Former Elkhorn employee allegedly failed to treat water for arsenic

By Vicky Wedig

Correspondent

An initial appearance is scheduled for Oct. 4 for a former city employee who allegedly allowed unsafe levels of arsenic in an Elkhorn well.

Christopher J. Robers, 53, of Elkhorn, was charged Sept. 14 in Walworth County Circuit Court with misconduct in office and second-degree recklessly endangering safety, both as a party to a crime.

According to the criminal complaint, unsafe levels of arsenic went untreated in Elkhorn’s Well No. 9, which distributes 300,000 gallons of water to city residents daily.

Robers, who had been employed by the city since 1991, was the certified operator of the well and had been involved with it since it started up in January 2018, according to the complaint.

Two samples were taken from the well in October 2018 that showed the water contained 20 and 17 micrograms per liter of arsenic respectively, according to the complaint.

According to the Department of Natural Resources, arsenic occurs naturally in soil and bedrock and can be released into the groundwater and enter wells. Long-term exposure to arsenic in drinking water increases the risk of skin, bladder, lung, liver, colon and kidney cancer and can cause blood vessel damage, high blood pressure, nerve damage, anemia, stomach upset, diabetes and skin changes, according to the complaint.

The cancer risk nearly doubles when the contaminant level increases from 10 micrograms per liter to 20, according to the Wisconsin Department of Health Services.

The city obtained approved from the Department of Natural Resources in 2016 to operate the well if it injected ferric chloride, which reduces arsenic levels, into the system, according to the complaint.

The DNR learned that Elkhorn Waterworks had tested samples from the well in January and July 2018 that showed arsenic levels of 20 ug/L and 14 ug/L but failed to report the results to the DNR, according to the complaint.

Doug Snyder, an engineer hired by Elkhorn Waterworks, said ferric chloride could not be added to the water during that time because of contractors working at the facility, the complaint states. Snyder later admitted nothing about the construction would have precluded Robers from adding the chemical to the system, and said he made misleading statements because he was covering for the City of Elkhorn, according to the complaint.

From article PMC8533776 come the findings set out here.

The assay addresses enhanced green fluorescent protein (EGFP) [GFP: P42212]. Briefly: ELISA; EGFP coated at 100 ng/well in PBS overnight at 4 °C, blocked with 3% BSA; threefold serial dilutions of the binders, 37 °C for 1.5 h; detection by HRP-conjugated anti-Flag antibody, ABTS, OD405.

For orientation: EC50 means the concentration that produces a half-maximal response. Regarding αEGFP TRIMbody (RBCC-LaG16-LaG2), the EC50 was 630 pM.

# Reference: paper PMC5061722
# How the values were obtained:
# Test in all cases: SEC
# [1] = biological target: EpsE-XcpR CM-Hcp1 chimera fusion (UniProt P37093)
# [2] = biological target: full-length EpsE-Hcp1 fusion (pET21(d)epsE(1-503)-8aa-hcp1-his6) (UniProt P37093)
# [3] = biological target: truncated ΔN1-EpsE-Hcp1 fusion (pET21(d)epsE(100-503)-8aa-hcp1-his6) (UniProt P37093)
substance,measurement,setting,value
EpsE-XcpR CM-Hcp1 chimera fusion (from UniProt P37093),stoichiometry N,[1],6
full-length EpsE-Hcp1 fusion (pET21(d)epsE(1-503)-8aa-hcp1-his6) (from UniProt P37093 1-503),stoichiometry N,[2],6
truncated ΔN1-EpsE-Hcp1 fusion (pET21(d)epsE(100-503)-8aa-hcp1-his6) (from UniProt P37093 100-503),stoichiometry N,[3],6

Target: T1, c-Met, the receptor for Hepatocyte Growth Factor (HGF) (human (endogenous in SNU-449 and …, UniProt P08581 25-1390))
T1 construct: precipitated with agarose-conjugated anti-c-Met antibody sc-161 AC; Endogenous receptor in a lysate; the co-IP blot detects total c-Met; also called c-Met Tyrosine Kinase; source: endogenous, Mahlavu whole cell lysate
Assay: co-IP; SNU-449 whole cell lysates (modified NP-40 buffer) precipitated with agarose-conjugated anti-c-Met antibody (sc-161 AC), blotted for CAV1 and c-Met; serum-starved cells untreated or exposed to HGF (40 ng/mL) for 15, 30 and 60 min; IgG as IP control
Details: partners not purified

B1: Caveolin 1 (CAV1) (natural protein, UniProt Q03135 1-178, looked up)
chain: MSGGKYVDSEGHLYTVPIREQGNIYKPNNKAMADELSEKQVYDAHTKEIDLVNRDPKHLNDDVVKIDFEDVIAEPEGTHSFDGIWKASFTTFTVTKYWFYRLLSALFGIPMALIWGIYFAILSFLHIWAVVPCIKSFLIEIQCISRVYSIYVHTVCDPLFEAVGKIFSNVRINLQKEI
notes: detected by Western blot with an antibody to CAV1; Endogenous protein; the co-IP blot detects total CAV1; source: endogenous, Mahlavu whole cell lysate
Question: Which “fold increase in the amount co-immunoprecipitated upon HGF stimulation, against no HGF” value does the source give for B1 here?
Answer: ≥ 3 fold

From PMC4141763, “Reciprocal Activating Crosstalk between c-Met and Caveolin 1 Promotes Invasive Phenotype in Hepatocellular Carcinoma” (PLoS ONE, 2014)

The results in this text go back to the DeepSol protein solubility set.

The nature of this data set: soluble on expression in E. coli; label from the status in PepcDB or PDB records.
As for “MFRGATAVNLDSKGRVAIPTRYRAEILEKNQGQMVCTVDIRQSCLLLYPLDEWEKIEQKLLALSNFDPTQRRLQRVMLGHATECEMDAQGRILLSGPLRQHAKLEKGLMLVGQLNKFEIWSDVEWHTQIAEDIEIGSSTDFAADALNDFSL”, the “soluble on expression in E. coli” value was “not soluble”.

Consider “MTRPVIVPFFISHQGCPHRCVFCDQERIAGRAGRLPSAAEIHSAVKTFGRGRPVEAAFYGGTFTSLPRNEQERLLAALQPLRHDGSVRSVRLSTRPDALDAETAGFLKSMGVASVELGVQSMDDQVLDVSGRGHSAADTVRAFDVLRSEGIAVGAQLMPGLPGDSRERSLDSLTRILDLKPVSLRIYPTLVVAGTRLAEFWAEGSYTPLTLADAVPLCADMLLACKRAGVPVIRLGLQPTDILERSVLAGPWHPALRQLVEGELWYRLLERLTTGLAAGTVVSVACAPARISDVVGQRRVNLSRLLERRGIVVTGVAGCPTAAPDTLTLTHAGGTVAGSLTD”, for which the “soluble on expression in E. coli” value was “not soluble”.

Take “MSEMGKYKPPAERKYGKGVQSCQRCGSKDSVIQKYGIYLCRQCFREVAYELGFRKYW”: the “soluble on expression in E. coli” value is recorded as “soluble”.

Robers said he knew the well tested high for arsenic prior to start-up but said Snyder told him to hold off adding ferric chloride because the arsenic levels would go down naturally, the complaint states. Robers said he knew the water samples taken in January and July 2018 showed high levels of arsenic but said he thought the DNR got the results, according to the complaint. He said Snyder said the levels were acceptable because the well was in a start-up phase, the complaint states.

Robers said he ordered the ferric chloride when arsenic results were still more than 10 ug/L in January 2018, and the chemicals arrived in March 2018, according to the complaint. He said the company that installed the chemical feeding equipment provided instructions on how to use it, but the training was “all kind of a joke,” the complaint states. He said the containers of ferric chloride sat unused in the well facility until October 2018 when the city began treating the water after a DNR inspection.

Snyder said he gave Robers specific instructions for adding ferric chloride before the well started up, according to the complaint.

 
 

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